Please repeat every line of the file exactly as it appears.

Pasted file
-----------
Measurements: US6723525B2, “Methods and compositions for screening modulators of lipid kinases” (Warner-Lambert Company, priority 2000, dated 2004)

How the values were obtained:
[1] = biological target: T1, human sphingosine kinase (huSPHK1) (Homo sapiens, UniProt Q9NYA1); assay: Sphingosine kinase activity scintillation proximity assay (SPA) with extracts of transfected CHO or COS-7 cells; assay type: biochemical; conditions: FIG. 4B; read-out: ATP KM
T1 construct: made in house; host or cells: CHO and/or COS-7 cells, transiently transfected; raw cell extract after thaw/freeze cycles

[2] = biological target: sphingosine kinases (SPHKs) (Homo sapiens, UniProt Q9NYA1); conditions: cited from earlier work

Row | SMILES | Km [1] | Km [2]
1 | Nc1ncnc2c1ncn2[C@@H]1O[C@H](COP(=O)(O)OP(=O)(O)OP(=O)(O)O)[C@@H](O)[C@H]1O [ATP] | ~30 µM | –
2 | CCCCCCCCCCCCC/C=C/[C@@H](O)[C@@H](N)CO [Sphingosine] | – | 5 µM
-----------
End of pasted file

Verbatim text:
Measurements: US6723525B2, “Methods and compositions for screening modulators of lipid kinases” (Warner-Lambert Company, priority 2000, dated 2004)

How the values were obtained:
[1] = biological target: T1, human sphingosine kinase (huSPHK1) (Homo sapiens, UniProt Q9NYA1); assay: Sphingosine kinase activity scintillation proximity assay (SPA) with extracts of transfected CHO or COS-7 cells; assay type: biochemical; conditions: FIG. 4B; read-out: ATP KM
T1 construct: made in house; host or cells: CHO and/or COS-7 cells, transiently transfected; raw cell extract after thaw/freeze cycles

[2] = biological target: sphingosine kinases (SPHKs) (Homo sapiens, UniProt Q9NYA1); conditions: cited from earlier work

Row | SMILES | Km [1] | Km [2]
1 | Nc1ncnc2c1ncn2[C@@H]1O[C@H](COP(=O)(O)OP(=O)(O)OP(=O)(O)O)[C@@H](O)[C@H]1O [ATP] | ~30 µM | –
2 | CCCCCCCCCCCCC/C=C/[C@@H](O)[C@@H](N)CO [Sphingosine] | – | 5 µM